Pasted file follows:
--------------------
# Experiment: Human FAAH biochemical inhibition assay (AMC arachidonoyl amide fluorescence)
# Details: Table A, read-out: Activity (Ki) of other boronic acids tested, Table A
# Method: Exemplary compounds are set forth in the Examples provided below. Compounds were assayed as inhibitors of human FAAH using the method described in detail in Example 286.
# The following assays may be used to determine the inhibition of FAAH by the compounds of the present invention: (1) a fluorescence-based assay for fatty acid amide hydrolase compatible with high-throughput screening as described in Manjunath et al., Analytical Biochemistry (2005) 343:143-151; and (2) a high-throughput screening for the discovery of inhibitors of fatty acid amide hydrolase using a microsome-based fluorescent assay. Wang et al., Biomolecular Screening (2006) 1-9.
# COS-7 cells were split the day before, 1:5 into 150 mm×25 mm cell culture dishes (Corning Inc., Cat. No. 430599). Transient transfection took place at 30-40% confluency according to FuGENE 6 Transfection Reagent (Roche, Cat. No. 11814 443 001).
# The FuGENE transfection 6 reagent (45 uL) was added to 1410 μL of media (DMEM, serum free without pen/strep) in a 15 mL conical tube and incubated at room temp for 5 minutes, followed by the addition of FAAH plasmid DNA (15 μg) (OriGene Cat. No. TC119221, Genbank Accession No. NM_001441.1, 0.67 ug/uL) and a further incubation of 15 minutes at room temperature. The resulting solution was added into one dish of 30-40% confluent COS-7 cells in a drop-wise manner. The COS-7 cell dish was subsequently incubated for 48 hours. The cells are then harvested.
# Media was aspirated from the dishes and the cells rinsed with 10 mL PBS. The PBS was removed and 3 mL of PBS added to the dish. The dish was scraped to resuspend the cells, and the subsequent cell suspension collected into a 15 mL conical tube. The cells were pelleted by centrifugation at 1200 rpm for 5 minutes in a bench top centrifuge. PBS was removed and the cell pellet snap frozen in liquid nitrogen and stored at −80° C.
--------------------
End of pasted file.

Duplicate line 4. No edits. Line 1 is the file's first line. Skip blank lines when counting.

# The following assays may be used to determine the inhibition of FAAH by the compounds of the present invention: (1) a fluorescence-based assay for fatty acid amide hydrolase compatible with high-throughput screening as described in Manjunath et al., Analytical Biochemistry (2005) 343:143-151; and (2) a high-throughput screening for the discovery of inhibitors of fatty acid amide hydrolase using a microsome-based fluorescent assay. Wang et al., Biomolecular Screening (2006) 1-9.